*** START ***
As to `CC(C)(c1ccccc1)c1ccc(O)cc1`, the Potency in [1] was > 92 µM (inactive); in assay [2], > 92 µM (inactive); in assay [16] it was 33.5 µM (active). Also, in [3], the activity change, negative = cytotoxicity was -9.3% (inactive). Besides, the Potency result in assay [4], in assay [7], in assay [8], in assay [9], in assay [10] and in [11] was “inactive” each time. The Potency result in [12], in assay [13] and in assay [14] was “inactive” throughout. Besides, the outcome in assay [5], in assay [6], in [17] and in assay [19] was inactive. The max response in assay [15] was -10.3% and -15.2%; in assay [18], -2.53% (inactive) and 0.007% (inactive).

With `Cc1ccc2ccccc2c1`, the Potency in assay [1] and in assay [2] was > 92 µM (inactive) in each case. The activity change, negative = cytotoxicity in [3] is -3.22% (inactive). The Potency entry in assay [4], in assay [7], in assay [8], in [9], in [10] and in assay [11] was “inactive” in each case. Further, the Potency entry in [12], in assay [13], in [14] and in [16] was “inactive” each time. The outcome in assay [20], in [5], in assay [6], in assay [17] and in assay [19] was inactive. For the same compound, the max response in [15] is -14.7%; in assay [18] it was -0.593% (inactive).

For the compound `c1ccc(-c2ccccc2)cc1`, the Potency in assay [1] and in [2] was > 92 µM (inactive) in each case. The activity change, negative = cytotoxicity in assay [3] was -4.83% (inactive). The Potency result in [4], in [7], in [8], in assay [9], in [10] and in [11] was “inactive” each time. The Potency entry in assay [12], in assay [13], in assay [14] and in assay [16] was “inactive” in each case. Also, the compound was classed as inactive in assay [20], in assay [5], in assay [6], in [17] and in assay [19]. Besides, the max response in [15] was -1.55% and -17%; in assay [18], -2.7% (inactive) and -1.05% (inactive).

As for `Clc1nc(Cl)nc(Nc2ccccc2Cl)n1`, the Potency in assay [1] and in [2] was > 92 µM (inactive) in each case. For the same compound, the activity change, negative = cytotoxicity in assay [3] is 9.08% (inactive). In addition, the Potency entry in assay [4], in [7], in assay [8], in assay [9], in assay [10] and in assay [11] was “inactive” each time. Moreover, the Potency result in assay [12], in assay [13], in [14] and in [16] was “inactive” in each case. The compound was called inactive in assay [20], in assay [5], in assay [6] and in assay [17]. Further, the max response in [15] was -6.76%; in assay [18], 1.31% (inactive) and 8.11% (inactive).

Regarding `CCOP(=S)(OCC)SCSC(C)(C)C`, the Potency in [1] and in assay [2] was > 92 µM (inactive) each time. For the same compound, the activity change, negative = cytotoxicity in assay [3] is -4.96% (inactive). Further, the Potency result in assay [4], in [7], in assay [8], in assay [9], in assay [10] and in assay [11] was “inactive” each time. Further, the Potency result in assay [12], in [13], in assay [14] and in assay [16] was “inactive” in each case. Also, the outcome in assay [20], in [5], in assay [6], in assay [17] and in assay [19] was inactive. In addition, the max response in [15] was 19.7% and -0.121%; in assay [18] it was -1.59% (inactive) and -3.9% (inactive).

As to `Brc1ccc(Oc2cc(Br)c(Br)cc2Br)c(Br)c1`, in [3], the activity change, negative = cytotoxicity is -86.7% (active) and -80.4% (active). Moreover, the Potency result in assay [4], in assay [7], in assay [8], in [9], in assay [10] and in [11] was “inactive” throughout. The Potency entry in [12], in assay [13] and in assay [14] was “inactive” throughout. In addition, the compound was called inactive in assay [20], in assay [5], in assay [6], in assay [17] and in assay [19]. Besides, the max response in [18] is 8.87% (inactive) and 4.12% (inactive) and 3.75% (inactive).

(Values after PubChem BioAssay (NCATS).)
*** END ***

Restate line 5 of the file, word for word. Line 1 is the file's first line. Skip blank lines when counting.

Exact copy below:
Regarding `CCOP(=S)(OCC)SCSC(C)(C)C`, the Potency in [1] and in assay [2] was > 92 µM (inactive) each time. For the same compound, the activity change, negative = cytotoxicity in assay [3] is -4.96% (inactive). Further, the Potency result in assay [4], in [7], in assay [8], in assay [9], in assay [10] and in assay [11] was “inactive” each time. Further, the Potency result in assay [12], in [13], in assay [14] and in assay [16] was “inactive” in each case. Also, the outcome in assay [20], in [5], in assay [6], in assay [17] and in assay [19] was inactive. In addition, the max response in [15] was 19.7% and -0.121%; in assay [18] it was -1.59% (inactive) and -3.9% (inactive).